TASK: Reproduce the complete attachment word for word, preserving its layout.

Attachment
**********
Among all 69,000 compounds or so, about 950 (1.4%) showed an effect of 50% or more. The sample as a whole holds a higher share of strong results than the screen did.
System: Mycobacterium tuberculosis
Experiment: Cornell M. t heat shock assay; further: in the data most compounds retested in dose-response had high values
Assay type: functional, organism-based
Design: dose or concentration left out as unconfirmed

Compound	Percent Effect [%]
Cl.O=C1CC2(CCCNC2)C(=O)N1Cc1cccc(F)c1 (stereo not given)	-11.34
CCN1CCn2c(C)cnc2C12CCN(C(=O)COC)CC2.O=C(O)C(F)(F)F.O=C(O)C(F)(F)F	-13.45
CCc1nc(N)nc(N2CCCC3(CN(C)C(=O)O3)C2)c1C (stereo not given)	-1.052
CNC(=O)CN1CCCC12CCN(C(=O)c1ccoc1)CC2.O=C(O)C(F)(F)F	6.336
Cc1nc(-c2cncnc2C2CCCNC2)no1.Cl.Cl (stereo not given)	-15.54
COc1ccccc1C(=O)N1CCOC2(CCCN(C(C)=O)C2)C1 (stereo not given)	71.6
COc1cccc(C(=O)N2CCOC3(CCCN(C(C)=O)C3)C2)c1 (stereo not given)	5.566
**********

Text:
Among all 69,000 compounds or so, about 950 (1.4%) showed an effect of 50% or more. The sample as a whole holds a higher share of strong results than the screen did.
System: Mycobacterium tuberculosis
Experiment: Cornell M. t heat shock assay; further: in the data most compounds retested in dose-response had high values
Assay type: functional, organism-based
Design: dose or concentration left out as unconfirmed

Compound	Percent Effect [%]
Cl.O=C1CC2(CCCNC2)C(=O)N1Cc1cccc(F)c1 (stereo not given)	-11.34
CCN1CCn2c(C)cnc2C12CCN(C(=O)COC)CC2.O=C(O)C(F)(F)F.O=C(O)C(F)(F)F	-13.45
CCc1nc(N)nc(N2CCCC3(CN(C)C(=O)O3)C2)c1C (stereo not given)	-1.052
CNC(=O)CN1CCCC12CCN(C(=O)c1ccoc1)CC2.O=C(O)C(F)(F)F	6.336
Cc1nc(-c2cncnc2C2CCCNC2)no1.Cl.Cl (stereo not given)	-15.54
COc1ccccc1C(=O)N1CCOC2(CCCN(C(C)=O)C2)C1 (stereo not given)	71.6
COc1cccc(C(=O)N2CCOC3(CCCN(C(C)=O)C3)C2)c1 (stereo not given)	5.566